If you’re gearing up to launch a business, or a new product, or to expand into a new market – to make any big change – you need to be ready. The key to success is confidence, but your confidence needs to be well-founded, so you need to do your research and make sure you know the environment you’re launching or expanding into. If the potential market isn’t there for your new venture, then you need to know as soon as possible, so you can either reign in your expectations, or try to target different customers and assure that vital stream of revenue.
Any kind of expansion means committing resources – money, time, and your brand’s cultural currency. If the expansion falters, then you’re risking not just the money you have on the line but your brand’s reputation, which can be far harder to recoup. You can’t explain a loss to investors and ask for more reputation, you have to build it again from the ground up.
This all adds up to the vital need for research, so you can look honestly and accurately at the potential your business has for growth and success in any given market. This is perhaps even more important than having a great product or service on offer: lesser products can be elevated with the right pricing, the right marketing, the luck of harnessing a popular mood, but if everyone who’s ever going to buy what you have to offer has already bought it, you won’t sell any more. You need that potential to grow into.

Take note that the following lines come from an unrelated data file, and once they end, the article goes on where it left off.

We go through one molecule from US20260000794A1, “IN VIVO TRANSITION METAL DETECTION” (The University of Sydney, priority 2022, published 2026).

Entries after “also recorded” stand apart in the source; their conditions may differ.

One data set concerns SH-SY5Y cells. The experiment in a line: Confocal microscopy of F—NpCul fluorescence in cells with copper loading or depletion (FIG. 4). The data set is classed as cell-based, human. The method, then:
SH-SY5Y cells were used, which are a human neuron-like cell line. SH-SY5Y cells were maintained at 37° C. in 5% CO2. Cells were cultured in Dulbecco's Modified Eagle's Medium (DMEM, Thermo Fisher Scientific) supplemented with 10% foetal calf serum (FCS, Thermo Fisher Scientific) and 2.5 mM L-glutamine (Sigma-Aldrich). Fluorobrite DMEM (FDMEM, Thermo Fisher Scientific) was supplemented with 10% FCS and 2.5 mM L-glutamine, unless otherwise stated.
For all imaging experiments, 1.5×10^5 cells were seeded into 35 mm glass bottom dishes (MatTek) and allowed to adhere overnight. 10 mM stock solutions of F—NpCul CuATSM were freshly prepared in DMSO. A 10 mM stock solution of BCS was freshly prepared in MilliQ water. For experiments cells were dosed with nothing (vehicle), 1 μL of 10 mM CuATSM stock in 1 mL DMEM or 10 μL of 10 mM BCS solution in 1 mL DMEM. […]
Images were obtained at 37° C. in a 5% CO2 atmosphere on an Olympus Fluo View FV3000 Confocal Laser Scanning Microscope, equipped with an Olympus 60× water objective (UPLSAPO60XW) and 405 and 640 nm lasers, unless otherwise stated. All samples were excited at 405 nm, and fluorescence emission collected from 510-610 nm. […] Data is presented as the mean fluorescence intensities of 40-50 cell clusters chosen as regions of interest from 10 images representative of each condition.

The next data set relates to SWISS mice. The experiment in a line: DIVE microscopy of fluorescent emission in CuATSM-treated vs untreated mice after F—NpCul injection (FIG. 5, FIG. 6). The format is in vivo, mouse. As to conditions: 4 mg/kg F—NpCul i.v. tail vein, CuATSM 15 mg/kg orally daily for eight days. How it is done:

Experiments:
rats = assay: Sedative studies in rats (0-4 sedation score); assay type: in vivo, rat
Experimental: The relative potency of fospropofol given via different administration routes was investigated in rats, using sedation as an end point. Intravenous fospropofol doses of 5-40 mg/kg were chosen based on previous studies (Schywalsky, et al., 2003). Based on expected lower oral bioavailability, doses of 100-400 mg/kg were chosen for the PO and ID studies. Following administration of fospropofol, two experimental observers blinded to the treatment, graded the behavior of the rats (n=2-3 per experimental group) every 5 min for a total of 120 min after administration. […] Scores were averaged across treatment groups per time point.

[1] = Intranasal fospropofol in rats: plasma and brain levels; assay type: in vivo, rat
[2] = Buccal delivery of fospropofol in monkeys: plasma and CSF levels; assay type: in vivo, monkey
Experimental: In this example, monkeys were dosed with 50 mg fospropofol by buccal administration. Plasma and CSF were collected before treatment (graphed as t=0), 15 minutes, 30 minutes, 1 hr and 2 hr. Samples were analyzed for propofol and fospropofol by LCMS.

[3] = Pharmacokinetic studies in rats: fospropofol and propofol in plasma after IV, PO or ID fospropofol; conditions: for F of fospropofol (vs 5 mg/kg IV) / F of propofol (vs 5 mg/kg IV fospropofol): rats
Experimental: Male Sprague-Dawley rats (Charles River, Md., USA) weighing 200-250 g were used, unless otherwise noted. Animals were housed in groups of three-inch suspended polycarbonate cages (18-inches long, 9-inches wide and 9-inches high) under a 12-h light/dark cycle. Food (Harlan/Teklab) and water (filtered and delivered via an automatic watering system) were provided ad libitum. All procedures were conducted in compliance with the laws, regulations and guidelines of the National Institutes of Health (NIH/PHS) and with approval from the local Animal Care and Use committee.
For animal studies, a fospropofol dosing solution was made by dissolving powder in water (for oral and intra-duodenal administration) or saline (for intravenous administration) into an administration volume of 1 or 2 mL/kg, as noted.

One of the most important things you can do is look at where you place in a brand index – the overall picture of all the brands in your niche or market. This tells you quickly if you’ve got room to grow, or if you’re already scraping at the ceiling of your potential. It also tells you if you’re about to butt up against the leviathans of your industry. If you’re a new business, it’s not fatal to try and take some mind-share from a household name, but you do need to know that’s the challenge you’ve set yourself so you can build a strategy to suit it.
The importance of research in all this cannot be overestimated. You need the facts to back up your opinions about the space you have to grow. The facts might confirm what you want to be true, or they might reveal that reality is very different to what you’d prefer but once you know the facts you can work with them, and there’s no substitute for that.